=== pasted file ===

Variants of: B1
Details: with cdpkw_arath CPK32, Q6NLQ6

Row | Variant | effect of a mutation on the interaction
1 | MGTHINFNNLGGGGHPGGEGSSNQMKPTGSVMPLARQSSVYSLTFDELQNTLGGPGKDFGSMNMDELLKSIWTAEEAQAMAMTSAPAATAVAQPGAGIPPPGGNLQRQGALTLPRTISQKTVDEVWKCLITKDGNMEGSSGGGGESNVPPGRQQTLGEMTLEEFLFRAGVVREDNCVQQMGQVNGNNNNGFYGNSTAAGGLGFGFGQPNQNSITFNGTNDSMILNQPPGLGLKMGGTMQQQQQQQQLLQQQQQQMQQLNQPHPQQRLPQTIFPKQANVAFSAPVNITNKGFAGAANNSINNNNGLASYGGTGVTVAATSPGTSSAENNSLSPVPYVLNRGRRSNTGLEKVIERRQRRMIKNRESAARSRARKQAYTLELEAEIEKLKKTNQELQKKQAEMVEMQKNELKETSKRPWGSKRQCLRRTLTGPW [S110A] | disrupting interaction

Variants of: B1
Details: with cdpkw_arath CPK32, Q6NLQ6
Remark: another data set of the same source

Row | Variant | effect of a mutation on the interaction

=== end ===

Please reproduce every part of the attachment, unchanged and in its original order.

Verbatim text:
Variants of: B1
Details: with cdpkw_arath CPK32, Q6NLQ6

Row | Variant | effect of a mutation on the interaction
1 | MGTHINFNNLGGGGHPGGEGSSNQMKPTGSVMPLARQSSVYSLTFDELQNTLGGPGKDFGSMNMDELLKSIWTAEEAQAMAMTSAPAATAVAQPGAGIPPPGGNLQRQGALTLPRTISQKTVDEVWKCLITKDGNMEGSSGGGGESNVPPGRQQTLGEMTLEEFLFRAGVVREDNCVQQMGQVNGNNNNGFYGNSTAAGGLGFGFGQPNQNSITFNGTNDSMILNQPPGLGLKMGGTMQQQQQQQQLLQQQQQQMQQLNQPHPQQRLPQTIFPKQANVAFSAPVNITNKGFAGAANNSINNNNGLASYGGTGVTVAATSPGTSSAENNSLSPVPYVLNRGRRSNTGLEKVIERRQRRMIKNRESAARSRARKQAYTLELEAEIEKLKKTNQELQKKQAEMVEMQKNELKETSKRPWGSKRQCLRRTLTGPW [S110A] | disrupting interaction

Variants of: B1
Details: with cdpkw_arath CPK32, Q6NLQ6
Remark: another data set of the same source

Row | Variant | effect of a mutation on the interaction